They may be old, but the Sonitus effects bundled with Cakewalk are surprisingly powerful.
The Sonitus plug-ins were born in 1998. Because they're old, use the DX format, are bundled with Cakewalk for free, and don't have sexy skeuomorphic 3D interfaces, people sometimes dismiss them... but I don't. Several of them offer functions you won't find elsewhere, which is why I've even installed a DX-to-VST wrapper so I can run the Sonitus plug-ins in other programs. To do this yourself, go to www.xlutop.com/buzz/zip/, then download the ZIP file dxshell_v1.0.4b.zip. Extract it, and copy the files dxshell.x64.dll and dxishell.64x.dll to the folder where your programs look for VST plug-ins. The only limitation is that side-chaining won't work.
Originally, I had planned on covering all the Sonitus plug-ins in one column, but there were just too many aspects that merited discussion — so this month we'll look at the Compressor, Equalizer and Delay. Let's start with some comments that apply to all the Sonitus plug-ins.
Clicking on the Setup A/B button toggles between two independent parameter setup buffers, Setup A and Setup B. The Setup drop-down menu provides further functionality for copying one setup to/from the other setup. Suppose you're comparing two setups, have B selected, and decide you like B better than A — but think you can still do better. Select 'Copy to A' to copy the B settings into Setup A. Now you can keep tweaking B, knowing that you can revert to the preset that's stored in Setup A. You can also copy from the other Setup into the current Setup. If you change your mind, Undo works with this function (but affects only the last operation).
The Sonitus Preset Manager can be a bit confusing, but it's powerful. Click on the '?' or Help button in a Sonitus plug-in's upper–right corner, and check out what the Preset Manager can do. The presets are stored in a proprietary file format that uses a .INI extension; you'll find them in C:\Program Files\Cakewalk\Shared Plugins. If you create your own presets, remember to back up the data in the Shared Plugins folder. If you need to reinstall Cakewalk, your custom presets will not be included in a standard install.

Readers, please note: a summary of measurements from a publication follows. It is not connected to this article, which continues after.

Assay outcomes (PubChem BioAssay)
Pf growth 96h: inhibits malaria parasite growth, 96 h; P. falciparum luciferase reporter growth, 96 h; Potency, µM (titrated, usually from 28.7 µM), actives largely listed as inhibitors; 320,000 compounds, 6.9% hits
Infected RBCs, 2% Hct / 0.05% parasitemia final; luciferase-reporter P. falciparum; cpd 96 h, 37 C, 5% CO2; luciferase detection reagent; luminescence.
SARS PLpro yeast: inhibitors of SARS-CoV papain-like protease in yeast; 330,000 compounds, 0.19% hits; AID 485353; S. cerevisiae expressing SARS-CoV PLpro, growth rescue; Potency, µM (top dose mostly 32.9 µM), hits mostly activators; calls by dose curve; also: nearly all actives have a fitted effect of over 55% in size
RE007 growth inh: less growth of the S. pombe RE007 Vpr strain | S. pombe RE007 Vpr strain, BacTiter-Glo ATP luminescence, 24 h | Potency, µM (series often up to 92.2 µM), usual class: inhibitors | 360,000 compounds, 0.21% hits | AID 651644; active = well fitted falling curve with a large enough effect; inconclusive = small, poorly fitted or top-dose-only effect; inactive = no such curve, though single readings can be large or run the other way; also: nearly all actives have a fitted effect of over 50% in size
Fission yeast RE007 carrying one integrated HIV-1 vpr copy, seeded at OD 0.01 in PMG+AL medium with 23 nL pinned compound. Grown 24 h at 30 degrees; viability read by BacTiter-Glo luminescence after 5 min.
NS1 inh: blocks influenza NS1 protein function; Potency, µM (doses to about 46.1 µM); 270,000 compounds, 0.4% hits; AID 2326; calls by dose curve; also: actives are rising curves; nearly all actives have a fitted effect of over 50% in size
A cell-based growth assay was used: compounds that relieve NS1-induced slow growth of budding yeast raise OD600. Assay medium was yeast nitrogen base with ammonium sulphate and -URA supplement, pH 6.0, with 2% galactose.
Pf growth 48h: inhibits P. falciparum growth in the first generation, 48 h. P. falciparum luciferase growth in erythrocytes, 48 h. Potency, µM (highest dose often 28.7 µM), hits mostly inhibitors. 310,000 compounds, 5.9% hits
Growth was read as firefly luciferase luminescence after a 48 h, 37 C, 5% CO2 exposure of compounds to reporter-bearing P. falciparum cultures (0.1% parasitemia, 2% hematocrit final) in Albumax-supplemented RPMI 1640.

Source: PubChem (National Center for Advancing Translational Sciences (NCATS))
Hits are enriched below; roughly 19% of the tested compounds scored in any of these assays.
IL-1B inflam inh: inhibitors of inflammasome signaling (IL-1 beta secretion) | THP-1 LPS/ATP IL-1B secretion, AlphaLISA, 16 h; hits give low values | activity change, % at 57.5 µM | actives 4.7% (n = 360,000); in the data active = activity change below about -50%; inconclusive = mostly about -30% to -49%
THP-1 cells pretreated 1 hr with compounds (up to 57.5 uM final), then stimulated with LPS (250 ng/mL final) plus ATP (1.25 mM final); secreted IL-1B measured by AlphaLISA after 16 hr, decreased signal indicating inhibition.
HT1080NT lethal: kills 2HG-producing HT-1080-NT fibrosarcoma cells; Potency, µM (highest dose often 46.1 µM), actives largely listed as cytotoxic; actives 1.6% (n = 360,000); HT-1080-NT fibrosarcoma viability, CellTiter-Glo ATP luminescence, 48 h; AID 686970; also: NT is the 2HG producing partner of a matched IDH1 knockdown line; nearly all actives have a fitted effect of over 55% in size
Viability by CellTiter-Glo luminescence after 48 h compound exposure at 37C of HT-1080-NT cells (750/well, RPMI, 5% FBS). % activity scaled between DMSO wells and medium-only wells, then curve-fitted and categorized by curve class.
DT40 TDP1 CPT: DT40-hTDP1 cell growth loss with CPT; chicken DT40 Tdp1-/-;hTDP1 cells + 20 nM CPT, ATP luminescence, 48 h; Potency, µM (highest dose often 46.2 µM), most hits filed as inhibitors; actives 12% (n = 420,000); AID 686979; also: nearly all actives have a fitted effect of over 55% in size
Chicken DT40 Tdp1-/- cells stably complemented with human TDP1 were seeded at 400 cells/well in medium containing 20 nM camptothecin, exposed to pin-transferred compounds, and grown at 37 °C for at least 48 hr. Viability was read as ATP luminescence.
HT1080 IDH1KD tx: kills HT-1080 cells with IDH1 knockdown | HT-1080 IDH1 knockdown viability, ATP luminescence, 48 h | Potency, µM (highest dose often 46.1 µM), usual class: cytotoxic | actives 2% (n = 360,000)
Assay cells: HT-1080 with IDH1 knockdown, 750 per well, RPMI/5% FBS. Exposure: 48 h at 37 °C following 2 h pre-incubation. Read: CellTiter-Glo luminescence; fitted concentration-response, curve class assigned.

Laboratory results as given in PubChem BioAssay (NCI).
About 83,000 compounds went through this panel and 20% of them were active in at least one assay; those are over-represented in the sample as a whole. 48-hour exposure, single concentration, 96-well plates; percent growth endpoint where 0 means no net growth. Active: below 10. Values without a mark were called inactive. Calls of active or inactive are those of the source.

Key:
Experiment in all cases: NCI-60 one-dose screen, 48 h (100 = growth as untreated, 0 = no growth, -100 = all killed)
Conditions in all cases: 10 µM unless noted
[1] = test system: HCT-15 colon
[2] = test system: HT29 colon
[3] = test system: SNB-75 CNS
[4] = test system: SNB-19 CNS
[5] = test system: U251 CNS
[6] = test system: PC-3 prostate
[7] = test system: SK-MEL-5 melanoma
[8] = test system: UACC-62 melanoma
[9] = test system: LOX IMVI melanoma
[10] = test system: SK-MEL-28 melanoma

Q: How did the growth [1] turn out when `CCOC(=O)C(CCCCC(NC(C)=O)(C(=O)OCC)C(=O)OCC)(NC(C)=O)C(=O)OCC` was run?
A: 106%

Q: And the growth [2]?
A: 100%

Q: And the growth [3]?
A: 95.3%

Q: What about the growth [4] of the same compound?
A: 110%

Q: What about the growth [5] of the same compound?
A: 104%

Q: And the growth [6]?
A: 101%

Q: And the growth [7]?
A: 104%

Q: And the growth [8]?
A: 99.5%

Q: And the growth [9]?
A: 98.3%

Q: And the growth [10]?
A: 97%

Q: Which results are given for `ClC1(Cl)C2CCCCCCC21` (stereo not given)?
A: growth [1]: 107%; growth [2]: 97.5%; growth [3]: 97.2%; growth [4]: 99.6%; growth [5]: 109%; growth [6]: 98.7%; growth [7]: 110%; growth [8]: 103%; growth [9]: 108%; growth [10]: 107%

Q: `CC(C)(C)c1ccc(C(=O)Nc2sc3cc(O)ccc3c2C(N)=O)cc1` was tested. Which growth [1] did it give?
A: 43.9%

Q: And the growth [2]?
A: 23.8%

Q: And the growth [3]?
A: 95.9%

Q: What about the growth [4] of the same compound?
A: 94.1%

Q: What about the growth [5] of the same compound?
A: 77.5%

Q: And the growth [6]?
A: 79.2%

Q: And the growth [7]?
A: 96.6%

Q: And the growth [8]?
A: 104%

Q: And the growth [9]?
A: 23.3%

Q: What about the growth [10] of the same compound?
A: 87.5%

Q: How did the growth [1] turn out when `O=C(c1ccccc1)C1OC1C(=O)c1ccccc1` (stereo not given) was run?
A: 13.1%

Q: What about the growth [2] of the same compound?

The Sonitus Compressor was a favourite among Sonar aficionados, being effective, easy to use, and capable of more than you'd expect. The interface is straightforward, and works well graphically: you can move sliders, as well as clicking and dragging up/down on the graph to edit the threshold, and left/right to edit the knee. However, you can also enter numeric parameter values.
The Type option offers Vintage mode, which emulates an optical compressor such as the Teletronix LA-2A. The main difference compared to normal mode is that the compression ratio lessens as the audio goes higher above the threshold, which gives peaks more 'punch' compared to standard compressors. Also, when TCR (Transient Controlled Release) is selected in this mode, the release time increases as the signal decays. In normal mode, TCR changes the release time automatically to reduce pumping and breathing effects.
The Limiter is another welcome feature. If you set a long compressor attack time, for example to let through vocal consonants, then some peaks can still end up too high. One solution is to insert a limiter afterwards, but this compressor already has one — it clamps the output to 0dBFS, and also includes a 1.5ms look-ahead function so it can grab transients before they occur. Furthermore, if you set the compression ratio to 1:1, the compressor becomes a limiter, applying more limiting as you increase the amount of gain. With Limiter selected, the red clipping indicators will instead show that limiting is occurring, so don't be concerned when the red lights come on.
Finally, the Compressor can serve as an expander because you can set ratios below 1:1 (down to 0.4:1). This is fantastic for restoring or accenting peaks from overcompressed percussion instrument tracks, including acoustic guitar, hand percussion, drum loops and the like. The Knee parameter affects expansion as well, so you can have a smooth, or abrupt, transition into peak expansion.
You might think that with the QuadCurve EQ being built in as standard in every Pro Channel, the Sonitus Equalizer plug-in would be redundant. Yet the Equalizer has some functionality that even the QuadCurve doesn't have.